Circular Wonderings is an exploration of the role of digital, software and technology in the Circular Economy. Exploration is the key word here. I write regularly, reflecting on my current thoughts and research. Expect typos, incomplete thoughts, varied rambling topics and (hopefully) a journey towards clearer understanding and insight. Subscribe here to join my journey.
An industrial park in the small coastal city of Kalundborg in Denmark is one of the most commonly used examples of the Circular Economy. Specifically, it is an example of Industrial Ecology in action .
DigitaList have an excellent 2018 article  that starts with the Kalundborg example and walks through the benefits (the requirement) of the Circular Economy.
It is an excellent article. Laying out the case in a clear, easy to follow narrative. (I think that it is also not imaginative enough, something I'll explore in future posts.)
The article makes the economic case for Circularity very clear. Indeed that was the entire motivation in the Kalundborg example, and even they are just scratching the surface:
"In other words, the companies in Kalundborg accidentally discovered that sustainability, specifically circularity, is one of the best paths to profitability. But their returns are a drop in the bank account compared to the potential gains to be had from incorporating circular resource usage methods into any company’s business model."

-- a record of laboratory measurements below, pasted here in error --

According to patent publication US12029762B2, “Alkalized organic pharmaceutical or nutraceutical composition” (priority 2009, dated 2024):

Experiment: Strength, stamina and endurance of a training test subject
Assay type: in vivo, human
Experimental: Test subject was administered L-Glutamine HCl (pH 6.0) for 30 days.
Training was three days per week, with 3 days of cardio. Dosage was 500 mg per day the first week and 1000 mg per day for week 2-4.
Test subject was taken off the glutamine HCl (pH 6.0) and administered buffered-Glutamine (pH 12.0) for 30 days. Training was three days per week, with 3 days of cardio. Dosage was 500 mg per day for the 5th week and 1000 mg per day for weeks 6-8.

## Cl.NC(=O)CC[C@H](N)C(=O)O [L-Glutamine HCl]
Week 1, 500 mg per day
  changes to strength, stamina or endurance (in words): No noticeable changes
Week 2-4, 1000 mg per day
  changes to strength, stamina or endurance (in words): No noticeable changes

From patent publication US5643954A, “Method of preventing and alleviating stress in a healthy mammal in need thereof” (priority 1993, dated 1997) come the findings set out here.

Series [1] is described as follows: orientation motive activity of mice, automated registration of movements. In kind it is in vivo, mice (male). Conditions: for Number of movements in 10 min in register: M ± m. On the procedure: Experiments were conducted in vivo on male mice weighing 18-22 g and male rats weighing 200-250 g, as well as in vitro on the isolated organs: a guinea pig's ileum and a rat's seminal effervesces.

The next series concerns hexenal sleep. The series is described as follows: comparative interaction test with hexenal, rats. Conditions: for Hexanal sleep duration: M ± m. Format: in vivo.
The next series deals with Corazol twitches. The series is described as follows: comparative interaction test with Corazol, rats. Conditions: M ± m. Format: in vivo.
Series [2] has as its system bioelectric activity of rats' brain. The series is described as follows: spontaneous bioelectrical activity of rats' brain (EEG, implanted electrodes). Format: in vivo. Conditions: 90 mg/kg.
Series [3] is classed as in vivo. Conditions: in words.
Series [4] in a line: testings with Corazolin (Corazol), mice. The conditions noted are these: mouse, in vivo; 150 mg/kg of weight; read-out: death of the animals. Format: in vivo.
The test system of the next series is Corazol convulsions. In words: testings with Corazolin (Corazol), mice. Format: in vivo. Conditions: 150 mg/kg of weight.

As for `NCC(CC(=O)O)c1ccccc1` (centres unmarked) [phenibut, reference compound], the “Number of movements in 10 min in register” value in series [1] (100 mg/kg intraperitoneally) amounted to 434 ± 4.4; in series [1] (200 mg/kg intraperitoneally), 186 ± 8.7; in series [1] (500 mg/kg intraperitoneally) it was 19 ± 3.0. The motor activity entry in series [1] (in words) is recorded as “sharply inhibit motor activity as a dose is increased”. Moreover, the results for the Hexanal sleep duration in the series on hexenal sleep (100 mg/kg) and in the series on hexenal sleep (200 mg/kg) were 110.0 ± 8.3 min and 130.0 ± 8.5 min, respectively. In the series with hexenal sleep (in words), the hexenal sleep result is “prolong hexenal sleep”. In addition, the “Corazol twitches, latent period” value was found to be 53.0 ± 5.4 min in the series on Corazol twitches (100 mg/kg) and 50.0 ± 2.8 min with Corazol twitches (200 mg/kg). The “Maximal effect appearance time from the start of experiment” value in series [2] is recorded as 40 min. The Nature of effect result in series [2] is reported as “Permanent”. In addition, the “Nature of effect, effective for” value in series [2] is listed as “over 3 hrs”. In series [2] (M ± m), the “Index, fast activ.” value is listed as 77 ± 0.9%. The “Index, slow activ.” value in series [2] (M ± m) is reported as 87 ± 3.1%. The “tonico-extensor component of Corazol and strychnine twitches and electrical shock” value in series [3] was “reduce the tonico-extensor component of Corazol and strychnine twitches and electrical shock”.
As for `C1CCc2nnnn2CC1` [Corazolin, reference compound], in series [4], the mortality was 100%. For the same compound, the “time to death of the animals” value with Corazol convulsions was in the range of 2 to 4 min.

The article also does an excellent job of introducing the role of digital technology.
"Digital technologies ... relieve one of circularity’s main constraints: the need for companies to be physically near one another for circular exchanges to be profitable."
Here they are talking about concepts like Industrial Ecology or the opportunities in one businesses 'waste' becoming another's feed stock.
They then go on to cover everyone's favourite buzzwords - er, I mean - mention how many of our newest technologies create opportunities:
"The Internet of Things (IoT) and blockchain, for example, can be used as virtual intermediaries, compensating for physical distance and enabling companies located far from one another to go circular at scale. Big Data, analytics, and machine learning let companies create faster, more cost-efficient materials exchanges and allow for optimizing internal circular practices."
That is more than a soup of fancy terms. There is a direct line between the future of technology and the opportunities that the Circular Economy offers.
The article concludes with a nice analogy: "These advances are creating the virtual bridges within and between companies that will make circular business models even more viable, effective, and profitable than their linear forbears."
If you are looking for an introduction into the economic necessity for a Circular Economy, and how digital software fits in, then the article is a good start.